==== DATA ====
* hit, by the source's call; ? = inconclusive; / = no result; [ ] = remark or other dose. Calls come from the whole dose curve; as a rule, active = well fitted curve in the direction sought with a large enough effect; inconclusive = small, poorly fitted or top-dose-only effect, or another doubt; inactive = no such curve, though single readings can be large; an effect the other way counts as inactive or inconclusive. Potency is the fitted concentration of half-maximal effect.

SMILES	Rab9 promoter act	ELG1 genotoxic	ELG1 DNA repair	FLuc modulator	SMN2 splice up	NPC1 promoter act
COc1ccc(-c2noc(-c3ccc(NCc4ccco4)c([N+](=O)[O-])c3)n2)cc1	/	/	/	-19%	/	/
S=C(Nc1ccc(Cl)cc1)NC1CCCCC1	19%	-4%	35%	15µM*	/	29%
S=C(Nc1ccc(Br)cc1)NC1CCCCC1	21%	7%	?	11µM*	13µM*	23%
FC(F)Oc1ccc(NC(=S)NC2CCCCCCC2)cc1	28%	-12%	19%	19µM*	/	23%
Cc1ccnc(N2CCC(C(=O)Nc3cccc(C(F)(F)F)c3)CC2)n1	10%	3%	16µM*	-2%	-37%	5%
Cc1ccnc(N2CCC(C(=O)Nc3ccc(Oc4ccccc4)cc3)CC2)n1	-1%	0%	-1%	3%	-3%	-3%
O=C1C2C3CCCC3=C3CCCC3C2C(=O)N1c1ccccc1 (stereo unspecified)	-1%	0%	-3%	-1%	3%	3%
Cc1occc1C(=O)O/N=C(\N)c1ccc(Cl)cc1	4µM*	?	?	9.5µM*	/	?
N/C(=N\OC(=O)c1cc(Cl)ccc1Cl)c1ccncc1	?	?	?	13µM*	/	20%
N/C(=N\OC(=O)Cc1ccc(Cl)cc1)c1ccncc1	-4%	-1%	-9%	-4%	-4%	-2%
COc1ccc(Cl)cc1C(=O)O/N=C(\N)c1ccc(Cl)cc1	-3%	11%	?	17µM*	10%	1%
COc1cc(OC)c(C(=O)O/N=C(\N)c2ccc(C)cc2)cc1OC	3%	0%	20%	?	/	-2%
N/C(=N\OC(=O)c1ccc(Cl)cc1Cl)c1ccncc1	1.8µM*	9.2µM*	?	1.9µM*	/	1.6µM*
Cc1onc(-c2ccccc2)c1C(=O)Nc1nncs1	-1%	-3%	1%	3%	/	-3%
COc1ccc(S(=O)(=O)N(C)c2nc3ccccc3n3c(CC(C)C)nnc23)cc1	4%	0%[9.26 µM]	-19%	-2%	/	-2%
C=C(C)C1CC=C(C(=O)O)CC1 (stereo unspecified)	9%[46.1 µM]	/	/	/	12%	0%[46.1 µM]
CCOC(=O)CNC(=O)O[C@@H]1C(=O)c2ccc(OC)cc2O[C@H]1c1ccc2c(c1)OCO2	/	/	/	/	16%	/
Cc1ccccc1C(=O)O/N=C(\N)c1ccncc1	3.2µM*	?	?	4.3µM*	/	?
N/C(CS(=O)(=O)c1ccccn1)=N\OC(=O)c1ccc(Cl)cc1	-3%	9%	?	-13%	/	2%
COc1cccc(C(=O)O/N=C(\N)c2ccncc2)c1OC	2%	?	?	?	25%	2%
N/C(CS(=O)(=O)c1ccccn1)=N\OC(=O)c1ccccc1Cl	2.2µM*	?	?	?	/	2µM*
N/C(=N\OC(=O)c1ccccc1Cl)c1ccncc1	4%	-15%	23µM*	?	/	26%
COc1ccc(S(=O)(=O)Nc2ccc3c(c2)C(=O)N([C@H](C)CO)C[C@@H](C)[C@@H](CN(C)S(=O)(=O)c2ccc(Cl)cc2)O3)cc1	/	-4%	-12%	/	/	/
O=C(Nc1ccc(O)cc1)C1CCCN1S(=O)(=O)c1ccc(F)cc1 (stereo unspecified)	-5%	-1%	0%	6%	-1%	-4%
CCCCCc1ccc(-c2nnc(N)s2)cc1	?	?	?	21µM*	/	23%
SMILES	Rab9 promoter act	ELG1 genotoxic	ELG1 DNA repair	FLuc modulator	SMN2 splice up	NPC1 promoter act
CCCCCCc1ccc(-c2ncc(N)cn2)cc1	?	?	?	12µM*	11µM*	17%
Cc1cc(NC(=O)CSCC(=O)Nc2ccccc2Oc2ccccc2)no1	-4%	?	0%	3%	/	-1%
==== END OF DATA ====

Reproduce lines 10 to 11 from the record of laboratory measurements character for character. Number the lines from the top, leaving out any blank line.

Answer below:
Cc1occc1C(=O)O/N=C(\N)c1ccc(Cl)cc1	4µM*	?	?	9.5µM*	/	?
N/C(=N\OC(=O)c1cc(Cl)ccc1Cl)c1ccncc1	?	?	?	13µM*	/	20%